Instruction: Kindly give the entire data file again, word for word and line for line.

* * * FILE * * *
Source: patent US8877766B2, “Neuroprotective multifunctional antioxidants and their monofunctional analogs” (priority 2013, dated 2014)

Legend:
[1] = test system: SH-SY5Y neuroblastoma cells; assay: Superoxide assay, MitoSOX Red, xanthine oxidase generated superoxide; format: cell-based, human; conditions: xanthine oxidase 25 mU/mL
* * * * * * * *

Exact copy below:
Source: patent US8877766B2, “Neuroprotective multifunctional antioxidants and their monofunctional analogs” (priority 2013, dated 2014)

Legend:
[1] = test system: SH-SY5Y neuroblastoma cells; assay: Superoxide assay, MitoSOX Red, xanthine oxidase generated superoxide; format: cell-based, human; conditions: xanthine oxidase 25 mU/mL